Intertextuality and Irony in Lady Gaga’s PAPARAZZI

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My introduction to the creature known as Lady Gaga was through a sixth grader named Greyson Chance whose YouTube cover of her song Paparazzi stormed from the Internet and into the great wide world. If I’d heard a Lady Gaga song before last week, I couldn’t say, and in fact I was one of the people who judged her as a no-talent hack without even listening to her music or watching her music videos.

Greyson’s Paparazzi cover haunted me. I listened over and over, reminded of Tori Amos as a child, belting her heart out while pounding away beautiful noise on her piano. I forced my husband to listen, over and over, and while he was impressed, he was curious about what the original song sounded like. A Google search later, we had before us Lady Gaga’s uncut and explicit Paparazzi music video. Like with Greyson, I was captivated.

The extended Paparazzi video is far more akin to a short film set to music than a music video. True Blood hottie Alexander Skarsgaard plays an overzealous Gaga fan who, in his desire to be captured on film by her paparazzi, assaults her and then tosses her over a balcony where she splatters onto the marble floor. Being an avid horror fan and seeing scary movie written all over the video, I was mesmerised. A Hitchcock-style Vertigo interlude opens the actual song, as we see Gaga descending into a spiral, free falling through the centre of her world and emerging in a cyber-style silver body cast, replete with silver crutches. “I’m your biggest fan, I’ll follow you until you love me”, she sings, as montages of Gaga’s death by gunshot, hanging, drowning, strangulation and more punctuate her pin-up girl gyrations on a plush leather couch. In the story within the story, Gaga heals and re-invents herself into a new star. Skarsgaard, her “biggest fan”, latches onto her fame once again. In the final moments, Gaga, dressed like a green Queen of Hearts, pops a fizzy poison pill into his drink. He sips and keels over, dead. “Gaga lives!” read the headlines, and show her being arrested as a cheeky Gaga takes smug mug shots in the final moments of the song, mocking the police (or very possibly the audience).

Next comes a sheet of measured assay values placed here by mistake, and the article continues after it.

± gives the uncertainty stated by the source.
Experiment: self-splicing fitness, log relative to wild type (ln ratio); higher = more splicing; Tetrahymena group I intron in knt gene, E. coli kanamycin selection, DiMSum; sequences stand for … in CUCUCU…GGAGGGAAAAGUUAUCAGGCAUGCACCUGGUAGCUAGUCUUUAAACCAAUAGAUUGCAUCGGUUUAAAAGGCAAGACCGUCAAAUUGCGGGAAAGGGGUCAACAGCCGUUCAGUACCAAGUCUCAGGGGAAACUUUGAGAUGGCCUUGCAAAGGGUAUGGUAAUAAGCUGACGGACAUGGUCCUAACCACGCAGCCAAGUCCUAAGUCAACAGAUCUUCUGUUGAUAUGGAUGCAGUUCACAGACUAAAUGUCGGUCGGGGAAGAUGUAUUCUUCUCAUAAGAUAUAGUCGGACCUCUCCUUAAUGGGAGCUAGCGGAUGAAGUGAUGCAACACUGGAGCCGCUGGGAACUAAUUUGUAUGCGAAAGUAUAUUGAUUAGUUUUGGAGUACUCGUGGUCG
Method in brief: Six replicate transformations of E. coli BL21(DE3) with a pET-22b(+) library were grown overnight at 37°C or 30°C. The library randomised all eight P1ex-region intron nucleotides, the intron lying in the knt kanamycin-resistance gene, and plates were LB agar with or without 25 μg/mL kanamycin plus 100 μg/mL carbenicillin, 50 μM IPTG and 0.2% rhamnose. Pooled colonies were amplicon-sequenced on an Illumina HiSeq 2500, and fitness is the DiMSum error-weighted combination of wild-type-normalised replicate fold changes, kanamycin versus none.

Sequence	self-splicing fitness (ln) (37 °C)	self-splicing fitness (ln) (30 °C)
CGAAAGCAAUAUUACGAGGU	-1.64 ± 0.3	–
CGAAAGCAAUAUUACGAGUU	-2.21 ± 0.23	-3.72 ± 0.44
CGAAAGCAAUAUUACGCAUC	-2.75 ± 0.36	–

Intertextuality is the concept that no art or writing is unique in and of itself and instead is shaped by a number of other creative sources, thereby adding to the accumulated context of all the creations. Intertextuality can also imply the reinvention of a creation based on itself or on other creations, adding further levels of meaning among all of them.

Lada Gaga is a master of re-invention. While many critics compare her to Madonna, she is far more accurately likened to the Mexican artist Frida Kahlo, whose friends would always wonder, “Who will Frida be today?” In every public appearance Lady Gaga is virtually unrecognisable, donning a variety of costumes, accessories, and make-up, that each tell their own story. Like Frida, each outfit is a personal and public statement demonstrating another or new aspect of herself.